Some defined benefitBenefit Money, goods, or services that you get from your workplace or from a government program such as the Canada Pension Plan.+ read full definition (DB) plans are sponsored by many employers, not just one. These are called multi-employer plans and they allow employees who frequently switch employers within the same industry to continuously maintain their pensionPension A steady income you get after you retire. Some pensions pay you a fixed amount for life. Others save up money for you while you are working. You use that money to create income after you retire.+ read full definition coverage.
For example, individuals working in a construction tradeTrade The process where one person or party buys an investment from another.+ read full definition – who frequently move from project to project and employer to employer – might be covered by a single multi-employer pension plan that covers all trades. A portion of their hourly wageHourly wage The fixed amount you earn per hour.+ read full definition is automatically contributed to the plan.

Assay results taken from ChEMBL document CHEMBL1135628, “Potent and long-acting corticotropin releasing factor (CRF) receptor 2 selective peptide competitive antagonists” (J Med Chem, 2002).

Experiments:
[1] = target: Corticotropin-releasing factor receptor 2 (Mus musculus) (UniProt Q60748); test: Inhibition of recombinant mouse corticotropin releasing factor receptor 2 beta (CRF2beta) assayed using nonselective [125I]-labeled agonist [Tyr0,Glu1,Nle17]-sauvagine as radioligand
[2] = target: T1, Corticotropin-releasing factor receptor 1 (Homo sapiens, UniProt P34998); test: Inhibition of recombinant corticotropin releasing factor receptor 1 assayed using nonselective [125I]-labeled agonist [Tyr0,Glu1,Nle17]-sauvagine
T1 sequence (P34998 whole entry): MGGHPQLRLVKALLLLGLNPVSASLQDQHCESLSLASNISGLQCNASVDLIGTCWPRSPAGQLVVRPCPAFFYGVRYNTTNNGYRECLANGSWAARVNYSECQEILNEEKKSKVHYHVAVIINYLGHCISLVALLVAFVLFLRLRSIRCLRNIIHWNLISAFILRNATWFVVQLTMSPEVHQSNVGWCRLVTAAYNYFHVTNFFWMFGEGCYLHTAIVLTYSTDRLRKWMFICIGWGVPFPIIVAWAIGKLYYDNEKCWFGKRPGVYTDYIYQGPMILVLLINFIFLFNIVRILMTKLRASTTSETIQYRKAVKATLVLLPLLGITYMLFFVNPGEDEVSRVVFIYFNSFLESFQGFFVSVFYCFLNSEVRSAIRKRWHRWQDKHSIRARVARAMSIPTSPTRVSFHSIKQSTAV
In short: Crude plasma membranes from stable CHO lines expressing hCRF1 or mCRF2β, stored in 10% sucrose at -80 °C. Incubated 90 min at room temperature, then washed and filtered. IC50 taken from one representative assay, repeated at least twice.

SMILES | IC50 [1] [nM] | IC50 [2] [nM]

Plans can vary
Some multi-employer plans have relatively straightforward plan formulas and operate much like single-employer DB plans. Others are complex, with elements of both DB and defined contributionContribution Money that you put into a savings or investment plan.+ read full definition plans – these are often called target benefit plans.
Target benefit plans
These plans guarantee a pension, but provide a “target” amount for the benefit. The actual benefit received could be higher or lower than the target, depending on the investmentInvestment An item of value you buy to get income or to grow in value.+ read full definition performance of the pension plan.
Multi-employer plans let you keep your pension under a single plan if you switch between different participating employers.